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Mark Murdock

Visitors from Another Planet

Review by Gary Hill

I previously reviewed another set from Mark Murdock. I said that that one was excellent song to song, but a little samey as a whole. I think that's still true to a small degree with this album, but far less so. In fact, I don't think it's really an issue here. The mix of fusion and modern prog on this disc is great. The vocals seem to remind me of Billy Sherwood, Chris Squire and Peter Gabriel at different points. You may know of him from his work with Peter Banks' band Empire. Two of his guests from the last album who return are Nektar's Ron Howden and guitarist Fernando Perdomo. Nektar's Derek "Mo" Moore, who was not on that previous set, is also included here. All in all, I consider this an upgrade from the last album, and that one was pretty strong.

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Track by Track Review
Visitors from Another Planet
Gradually, spacey tones bring this into being. It reaches a peak and then some fusion-oriented guitar takes over. The cut drives out from there in an up-tempo jam that's quite classy. Vocals come in over the top of that as the prog really takes the center-stage. This is a science fiction piece that even includes a freaky spoken alien voice. There are quite a few twists and turns built into this, ranging between melodic prog and fusion.
Time Travelers from the Future
This piece is more purely fusion based. I love the balance between frantically fast sections and more mid-tempo, melodic ones. There are some particularly cool bass lines on this number.
The Purveyors of Underworld Ideas
This instrumental piece does a great job of merging more pure prog sounds with fusion ones. There is a lot of organ music in the mix, but the guitar is impeccable, too. I'm reminded of artists ranging from Santana to Al Di Meola on this number.
The Tarnished Mirror
I love the melodic mainstream prog meets fusion sound of this number. There are some intriguing twists and turns along the road.
False Algorithms
More of a dramatic and twisted sound is on show here. This has an intriguing balance between the more purely prog based and the fusion angles. It's great piece that really has a lot of magic in it. In fact, I'd say that this is one of the most unique and effective numbers here.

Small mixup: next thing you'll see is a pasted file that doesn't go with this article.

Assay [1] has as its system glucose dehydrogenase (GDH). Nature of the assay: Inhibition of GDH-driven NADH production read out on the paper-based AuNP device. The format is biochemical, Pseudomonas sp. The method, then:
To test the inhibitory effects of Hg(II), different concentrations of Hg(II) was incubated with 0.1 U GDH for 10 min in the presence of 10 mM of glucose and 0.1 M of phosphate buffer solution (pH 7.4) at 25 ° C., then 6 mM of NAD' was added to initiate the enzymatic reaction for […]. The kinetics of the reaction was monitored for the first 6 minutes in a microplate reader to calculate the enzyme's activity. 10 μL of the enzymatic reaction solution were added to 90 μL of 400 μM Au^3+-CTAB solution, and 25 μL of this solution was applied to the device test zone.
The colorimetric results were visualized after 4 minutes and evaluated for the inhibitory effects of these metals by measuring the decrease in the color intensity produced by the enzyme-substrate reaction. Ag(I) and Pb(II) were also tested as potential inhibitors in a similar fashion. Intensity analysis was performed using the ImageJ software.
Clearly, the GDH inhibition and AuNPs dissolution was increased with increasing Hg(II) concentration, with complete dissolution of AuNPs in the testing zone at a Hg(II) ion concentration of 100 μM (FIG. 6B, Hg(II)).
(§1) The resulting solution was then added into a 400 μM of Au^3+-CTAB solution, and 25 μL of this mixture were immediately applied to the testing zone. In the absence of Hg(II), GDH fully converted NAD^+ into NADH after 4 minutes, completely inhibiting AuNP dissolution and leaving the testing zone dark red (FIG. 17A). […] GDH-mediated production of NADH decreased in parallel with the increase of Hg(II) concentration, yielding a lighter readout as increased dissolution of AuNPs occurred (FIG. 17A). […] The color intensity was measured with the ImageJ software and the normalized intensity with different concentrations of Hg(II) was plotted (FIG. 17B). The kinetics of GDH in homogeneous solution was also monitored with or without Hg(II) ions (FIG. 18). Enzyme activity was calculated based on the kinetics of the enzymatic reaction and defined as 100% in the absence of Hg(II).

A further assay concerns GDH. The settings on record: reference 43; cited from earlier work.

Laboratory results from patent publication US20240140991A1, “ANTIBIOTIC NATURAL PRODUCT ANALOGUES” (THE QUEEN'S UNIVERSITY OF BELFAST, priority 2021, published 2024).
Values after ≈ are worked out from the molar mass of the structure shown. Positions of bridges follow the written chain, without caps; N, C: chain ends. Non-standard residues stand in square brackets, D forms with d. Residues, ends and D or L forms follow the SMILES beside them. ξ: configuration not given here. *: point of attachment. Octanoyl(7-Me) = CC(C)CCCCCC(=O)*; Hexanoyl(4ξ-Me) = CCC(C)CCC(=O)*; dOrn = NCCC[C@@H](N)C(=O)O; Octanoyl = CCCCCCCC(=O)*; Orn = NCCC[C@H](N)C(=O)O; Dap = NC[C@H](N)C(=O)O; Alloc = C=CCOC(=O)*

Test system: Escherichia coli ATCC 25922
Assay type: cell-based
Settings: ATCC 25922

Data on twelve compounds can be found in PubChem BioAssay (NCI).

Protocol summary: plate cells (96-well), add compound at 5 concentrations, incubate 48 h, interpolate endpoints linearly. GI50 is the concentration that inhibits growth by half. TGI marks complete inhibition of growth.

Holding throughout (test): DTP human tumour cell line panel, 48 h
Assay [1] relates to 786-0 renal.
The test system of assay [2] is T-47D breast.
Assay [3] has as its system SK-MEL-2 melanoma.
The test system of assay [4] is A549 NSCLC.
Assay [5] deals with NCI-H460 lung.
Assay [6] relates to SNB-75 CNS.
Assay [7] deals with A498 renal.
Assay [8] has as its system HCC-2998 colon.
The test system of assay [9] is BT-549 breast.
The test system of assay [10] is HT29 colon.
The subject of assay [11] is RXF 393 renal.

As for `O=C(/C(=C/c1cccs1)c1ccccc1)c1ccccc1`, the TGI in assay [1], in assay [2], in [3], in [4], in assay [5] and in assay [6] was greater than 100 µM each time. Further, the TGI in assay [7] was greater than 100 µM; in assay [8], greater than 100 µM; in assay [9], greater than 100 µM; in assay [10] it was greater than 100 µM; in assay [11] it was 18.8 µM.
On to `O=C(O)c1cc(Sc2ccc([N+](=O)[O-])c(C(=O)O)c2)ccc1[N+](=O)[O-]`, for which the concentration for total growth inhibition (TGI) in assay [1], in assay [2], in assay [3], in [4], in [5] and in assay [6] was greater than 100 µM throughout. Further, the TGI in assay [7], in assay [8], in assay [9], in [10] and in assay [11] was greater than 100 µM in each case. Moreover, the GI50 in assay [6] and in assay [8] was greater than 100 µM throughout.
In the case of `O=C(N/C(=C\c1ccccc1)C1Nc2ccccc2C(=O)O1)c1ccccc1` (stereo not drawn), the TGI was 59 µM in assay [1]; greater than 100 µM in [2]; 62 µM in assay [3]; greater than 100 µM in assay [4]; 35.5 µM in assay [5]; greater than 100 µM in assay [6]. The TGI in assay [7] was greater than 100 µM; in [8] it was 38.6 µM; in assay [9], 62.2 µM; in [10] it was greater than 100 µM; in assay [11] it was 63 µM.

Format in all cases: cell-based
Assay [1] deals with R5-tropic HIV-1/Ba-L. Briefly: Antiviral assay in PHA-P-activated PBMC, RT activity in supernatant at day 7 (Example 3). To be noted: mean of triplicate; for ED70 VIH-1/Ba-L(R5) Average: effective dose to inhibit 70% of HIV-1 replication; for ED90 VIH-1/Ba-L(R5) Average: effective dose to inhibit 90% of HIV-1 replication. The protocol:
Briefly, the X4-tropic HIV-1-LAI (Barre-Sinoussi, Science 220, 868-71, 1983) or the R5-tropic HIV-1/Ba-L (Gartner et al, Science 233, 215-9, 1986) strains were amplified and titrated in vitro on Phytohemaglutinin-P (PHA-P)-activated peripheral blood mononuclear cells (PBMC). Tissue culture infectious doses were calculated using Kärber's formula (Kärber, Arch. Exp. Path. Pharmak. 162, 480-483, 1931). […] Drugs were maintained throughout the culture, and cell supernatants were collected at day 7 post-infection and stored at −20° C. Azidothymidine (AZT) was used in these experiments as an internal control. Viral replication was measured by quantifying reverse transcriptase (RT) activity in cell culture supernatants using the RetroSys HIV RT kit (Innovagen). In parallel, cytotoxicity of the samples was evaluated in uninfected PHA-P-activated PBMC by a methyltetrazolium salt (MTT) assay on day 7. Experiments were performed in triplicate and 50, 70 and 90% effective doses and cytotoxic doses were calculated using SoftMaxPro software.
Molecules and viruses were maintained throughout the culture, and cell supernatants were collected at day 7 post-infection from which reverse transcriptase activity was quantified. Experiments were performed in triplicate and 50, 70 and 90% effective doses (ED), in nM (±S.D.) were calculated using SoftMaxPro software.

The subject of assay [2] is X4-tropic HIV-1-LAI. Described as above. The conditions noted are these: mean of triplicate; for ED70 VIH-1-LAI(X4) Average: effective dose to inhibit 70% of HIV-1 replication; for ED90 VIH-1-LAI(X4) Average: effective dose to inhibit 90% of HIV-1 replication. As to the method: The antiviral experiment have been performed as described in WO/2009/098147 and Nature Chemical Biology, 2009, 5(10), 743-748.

Forgotten Episodes
We get another classic melodic prog tune here. This is intriguing and dynamic. It has some soaring moments and some cool tones. There is a cool break mid-track that brings a sense of adventure and the uncertain at first before resolving to more mainstream stuff.
The River of Illusion
Keyboards with percussive punctuation starts this cut. The number works out to a particularly dramatic arrangement from there. It gets into more of a soaring, melodic movement later. I really love some of the bass work on this so much.
Somewhere and Nowhere
I love the bass sound on this track, too. The number is an energetic prog rock excursion of the AOR variety.
Adapted for Theater
I love the complex vocal arrangement on this song. The tune has a lot of drama and bit of a sense of mystery, too.
Sub-Reactional Stratospheric Complex
The rubbery bass on this is classy, as is the more rocking, but quite fusion-oriented guitar. It shifts to something like twisted carnival music further down the road. More classy guitar takes command of this instrumental before it's over.
I dig the keyboard textures and dramatic rhythmic concept of this number. This has some powerful twists and turns once it gets into the song proper. There is some amazing musical work and parts of this have a definite symphonic angle to them. There is some powerful melodic guitar soloing late in the track.
Shadows that Stood Between the Lies
This has a lot of energy and a cool prog groove as it gets underway. This is a more mainstream piece, but it has some meat on its bones, too. The guitar solo on this really soars. The vocals hooks here are particularly catchy.
In Speculation
Dramatic and rather dark, this is a theatrical piece in a lot of ways. This is another strong cut, and it really gets powerful as it approaches the end.
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